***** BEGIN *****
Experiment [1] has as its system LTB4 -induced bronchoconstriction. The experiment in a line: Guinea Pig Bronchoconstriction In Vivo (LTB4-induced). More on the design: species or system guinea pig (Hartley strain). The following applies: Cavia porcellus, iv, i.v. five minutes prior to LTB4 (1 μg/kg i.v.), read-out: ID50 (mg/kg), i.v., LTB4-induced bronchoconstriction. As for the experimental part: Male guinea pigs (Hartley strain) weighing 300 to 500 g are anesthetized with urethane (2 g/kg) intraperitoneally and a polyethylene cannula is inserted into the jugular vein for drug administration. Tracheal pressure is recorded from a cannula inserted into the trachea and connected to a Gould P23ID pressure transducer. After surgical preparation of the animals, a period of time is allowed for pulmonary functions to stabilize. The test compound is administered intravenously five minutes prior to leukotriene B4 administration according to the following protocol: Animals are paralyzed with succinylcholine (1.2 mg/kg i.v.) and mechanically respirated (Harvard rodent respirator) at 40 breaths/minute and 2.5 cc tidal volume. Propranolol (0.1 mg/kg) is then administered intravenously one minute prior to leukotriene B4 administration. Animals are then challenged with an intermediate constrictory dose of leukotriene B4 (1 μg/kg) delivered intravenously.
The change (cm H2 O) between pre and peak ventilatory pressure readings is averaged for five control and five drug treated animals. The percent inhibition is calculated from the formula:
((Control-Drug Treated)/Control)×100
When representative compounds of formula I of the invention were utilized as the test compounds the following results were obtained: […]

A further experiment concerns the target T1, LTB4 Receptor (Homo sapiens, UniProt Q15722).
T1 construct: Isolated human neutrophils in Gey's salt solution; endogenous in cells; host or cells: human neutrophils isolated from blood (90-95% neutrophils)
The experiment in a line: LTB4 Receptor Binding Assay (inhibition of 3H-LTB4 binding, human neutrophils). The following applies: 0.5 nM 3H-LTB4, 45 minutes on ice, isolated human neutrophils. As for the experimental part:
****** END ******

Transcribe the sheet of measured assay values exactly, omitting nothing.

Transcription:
Experiment [1] has as its system LTB4 -induced bronchoconstriction. The experiment in a line: Guinea Pig Bronchoconstriction In Vivo (LTB4-induced). More on the design: species or system guinea pig (Hartley strain). The following applies: Cavia porcellus, iv, i.v. five minutes prior to LTB4 (1 μg/kg i.v.), read-out: ID50 (mg/kg), i.v., LTB4-induced bronchoconstriction. As for the experimental part: Male guinea pigs (Hartley strain) weighing 300 to 500 g are anesthetized with urethane (2 g/kg) intraperitoneally and a polyethylene cannula is inserted into the jugular vein for drug administration. Tracheal pressure is recorded from a cannula inserted into the trachea and connected to a Gould P23ID pressure transducer. After surgical preparation of the animals, a period of time is allowed for pulmonary functions to stabilize. The test compound is administered intravenously five minutes prior to leukotriene B4 administration according to the following protocol: Animals are paralyzed with succinylcholine (1.2 mg/kg i.v.) and mechanically respirated (Harvard rodent respirator) at 40 breaths/minute and 2.5 cc tidal volume. Propranolol (0.1 mg/kg) is then administered intravenously one minute prior to leukotriene B4 administration. Animals are then challenged with an intermediate constrictory dose of leukotriene B4 (1 μg/kg) delivered intravenously.
The change (cm H2 O) between pre and peak ventilatory pressure readings is averaged for five control and five drug treated animals. The percent inhibition is calculated from the formula:
((Control-Drug Treated)/Control)×100
When representative compounds of formula I of the invention were utilized as the test compounds the following results were obtained: […]

A further experiment concerns the target T1, LTB4 Receptor (Homo sapiens, UniProt Q15722).
T1 construct: Isolated human neutrophils in Gey's salt solution; endogenous in cells; host or cells: human neutrophils isolated from blood (90-95% neutrophils)
The experiment in a line: LTB4 Receptor Binding Assay (inhibition of 3H-LTB4 binding, human neutrophils). The following applies: 0.5 nM 3H-LTB4, 45 minutes on ice, isolated human neutrophils. As for the experimental part: